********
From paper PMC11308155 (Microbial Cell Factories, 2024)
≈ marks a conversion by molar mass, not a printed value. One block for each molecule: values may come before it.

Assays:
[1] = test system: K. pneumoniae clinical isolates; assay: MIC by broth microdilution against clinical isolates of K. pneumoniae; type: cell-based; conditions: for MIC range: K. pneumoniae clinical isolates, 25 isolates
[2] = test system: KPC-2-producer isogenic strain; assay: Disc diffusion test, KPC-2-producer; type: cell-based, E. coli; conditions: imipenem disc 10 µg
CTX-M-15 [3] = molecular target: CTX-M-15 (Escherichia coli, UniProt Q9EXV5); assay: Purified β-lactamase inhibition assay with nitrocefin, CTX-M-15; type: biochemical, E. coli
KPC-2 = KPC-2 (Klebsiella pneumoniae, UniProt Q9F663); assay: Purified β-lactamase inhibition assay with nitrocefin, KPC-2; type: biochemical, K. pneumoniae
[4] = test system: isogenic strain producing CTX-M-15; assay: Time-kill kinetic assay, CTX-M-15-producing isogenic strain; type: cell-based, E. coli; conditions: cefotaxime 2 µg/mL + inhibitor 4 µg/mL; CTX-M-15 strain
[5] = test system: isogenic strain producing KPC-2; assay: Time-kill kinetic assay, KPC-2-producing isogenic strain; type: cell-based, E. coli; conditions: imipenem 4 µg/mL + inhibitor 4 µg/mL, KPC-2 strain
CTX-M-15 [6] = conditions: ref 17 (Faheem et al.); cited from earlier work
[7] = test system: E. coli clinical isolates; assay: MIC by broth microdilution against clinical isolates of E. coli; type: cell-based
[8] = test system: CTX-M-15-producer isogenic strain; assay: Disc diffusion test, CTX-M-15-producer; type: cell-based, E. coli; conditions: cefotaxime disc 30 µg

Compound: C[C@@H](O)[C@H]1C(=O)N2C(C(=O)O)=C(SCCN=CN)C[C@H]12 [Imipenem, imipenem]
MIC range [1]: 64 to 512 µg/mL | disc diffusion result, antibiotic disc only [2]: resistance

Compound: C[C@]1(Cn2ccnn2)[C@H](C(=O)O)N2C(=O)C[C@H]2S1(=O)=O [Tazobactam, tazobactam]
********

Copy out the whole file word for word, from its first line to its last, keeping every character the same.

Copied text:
From paper PMC11308155 (Microbial Cell Factories, 2024)
≈ marks a conversion by molar mass, not a printed value. One block for each molecule: values may come before it.

Assays:
[1] = test system: K. pneumoniae clinical isolates; assay: MIC by broth microdilution against clinical isolates of K. pneumoniae; type: cell-based; conditions: for MIC range: K. pneumoniae clinical isolates, 25 isolates
[2] = test system: KPC-2-producer isogenic strain; assay: Disc diffusion test, KPC-2-producer; type: cell-based, E. coli; conditions: imipenem disc 10 µg
CTX-M-15 [3] = molecular target: CTX-M-15 (Escherichia coli, UniProt Q9EXV5); assay: Purified β-lactamase inhibition assay with nitrocefin, CTX-M-15; type: biochemical, E. coli
KPC-2 = KPC-2 (Klebsiella pneumoniae, UniProt Q9F663); assay: Purified β-lactamase inhibition assay with nitrocefin, KPC-2; type: biochemical, K. pneumoniae
[4] = test system: isogenic strain producing CTX-M-15; assay: Time-kill kinetic assay, CTX-M-15-producing isogenic strain; type: cell-based, E. coli; conditions: cefotaxime 2 µg/mL + inhibitor 4 µg/mL; CTX-M-15 strain
[5] = test system: isogenic strain producing KPC-2; assay: Time-kill kinetic assay, KPC-2-producing isogenic strain; type: cell-based, E. coli; conditions: imipenem 4 µg/mL + inhibitor 4 µg/mL, KPC-2 strain
CTX-M-15 [6] = conditions: ref 17 (Faheem et al.); cited from earlier work
[7] = test system: E. coli clinical isolates; assay: MIC by broth microdilution against clinical isolates of E. coli; type: cell-based
[8] = test system: CTX-M-15-producer isogenic strain; assay: Disc diffusion test, CTX-M-15-producer; type: cell-based, E. coli; conditions: cefotaxime disc 30 µg

Compound: C[C@@H](O)[C@H]1C(=O)N2C(C(=O)O)=C(SCCN=CN)C[C@H]12 [Imipenem, imipenem]
MIC range [1]: 64 to 512 µg/mL | disc diffusion result, antibiotic disc only [2]: resistance

Compound: C[C@]1(Cn2ccnn2)[C@H](C(=O)O)N2C(=O)C[C@H]2S1(=O)=O [Tazobactam, tazobactam]